It was really cool to discuss this, and really try to get my head around why so many scientists now engage in engagement. This is just a short, non-exhaustive list, and it was interesting that we focused more on the benefits for the scientists performing engagement rather than the recipients, but I wanted to get this down whilst it was fresh in my head. Massive props to the students for making me mull on this.
* 0% of the 20-year-olds I was talking with had Twitter accounts.
** Applause is addictive.
Last month I was part of a very silly hour of fun and facts at the Bath Children's Literature Festival with the joyous editor-supreme (and author of The Dragon in the Library) Louie Stowell and author triumphant Ned Hartley.
We were showcasing some of the weirdest/best facts from Ladybird’s new Big Book of Dead Things which I was (one of the) scientific consultant(s) on. Or, rather, the assistant to two of the Museum of Dead Things’ curators…
This book was an utter joy to work on, and the event – complete with falsifying fact quiz, Egyptian mummy wrapping, and dinosaur debunking – was the most fun I’ve had in Bath. And I’ve been to the baths!
I apologise for the frankly terrible drawings of dinosaurs I scribbled in the front of so many books whose owners were instead looking for them to be signed…
VERY IMPORTANT POST SCRIPT!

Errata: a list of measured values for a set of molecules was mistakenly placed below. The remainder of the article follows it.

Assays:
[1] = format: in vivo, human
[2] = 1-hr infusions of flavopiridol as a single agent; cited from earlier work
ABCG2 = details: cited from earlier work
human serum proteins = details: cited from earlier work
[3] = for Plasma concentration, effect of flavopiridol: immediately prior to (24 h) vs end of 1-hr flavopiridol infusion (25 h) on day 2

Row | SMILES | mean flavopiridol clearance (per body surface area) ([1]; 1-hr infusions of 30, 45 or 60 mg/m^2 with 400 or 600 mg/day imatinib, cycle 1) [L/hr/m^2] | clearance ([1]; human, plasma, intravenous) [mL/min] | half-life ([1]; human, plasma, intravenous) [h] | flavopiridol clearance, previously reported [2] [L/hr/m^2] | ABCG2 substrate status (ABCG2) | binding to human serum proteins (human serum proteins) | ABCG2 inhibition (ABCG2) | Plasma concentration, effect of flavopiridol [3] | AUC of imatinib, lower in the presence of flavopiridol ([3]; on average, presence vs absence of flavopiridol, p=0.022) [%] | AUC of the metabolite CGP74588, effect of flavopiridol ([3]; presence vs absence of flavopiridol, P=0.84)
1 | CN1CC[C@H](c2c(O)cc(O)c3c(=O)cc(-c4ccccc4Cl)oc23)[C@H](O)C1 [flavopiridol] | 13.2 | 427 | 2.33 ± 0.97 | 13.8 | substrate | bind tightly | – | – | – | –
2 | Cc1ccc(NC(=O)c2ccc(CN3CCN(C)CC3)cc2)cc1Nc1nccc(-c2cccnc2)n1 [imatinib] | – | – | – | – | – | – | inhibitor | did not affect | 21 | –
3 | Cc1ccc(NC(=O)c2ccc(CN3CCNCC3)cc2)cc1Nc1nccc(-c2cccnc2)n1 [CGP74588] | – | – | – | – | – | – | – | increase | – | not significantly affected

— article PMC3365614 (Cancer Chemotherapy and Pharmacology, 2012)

I found out today that The Big Book of Dead Things has been longlisted for this year’s Blue Peter Book Awards! Congratulations and good luck, guys!
Earlier this month I enjoyed my first experience of speaking at the Hay Festival in Wales - and it was my first time visiting it too!
Well, I actually passed through Hay with my parents when I was about six and, completely bamboozled by the choice of books, left clutching a jigsaw of an astronaut - possibly the only visitor ever not to have parted with money at Hay in exchange for a mountain of books.
My talk was organised by the lovely folks at Flying Eye Books following the publication of the Amazing Animal Atlas and, after removing my wellies and saying hello to my nephews who very sweetly came to watch, I was up in front of four hundred brilliantly loud and knowledgeable kids talking about shipworms, aquatic moles, and where the very finest animals live on planet Earth.
Hay really is something else - I was so impressed with festival, how friendly the entire site feels and the lovely places you can stay in the area!
On top of this it was a lovely opportunity to say hello to my friend Ben Garrod, accidentally steal Richard Dawkins’ chair, and completely miss that I was signing next to Mary Beard… all whilst expounding the virtues of knowing at least a little bit about tenrecs.
I can’t wait to go back!
A few months ago I appeared on BBC Radio 4's science programme Inside Science where I helped answer a few listeners' questions along with Helen Czerski and Andrew Pontzen.
One of the questions - about fossilisation - was featured on the BBC's Radio 4 in 4 website, and you can check it out by clicking here: BBC Radio 4 in 4.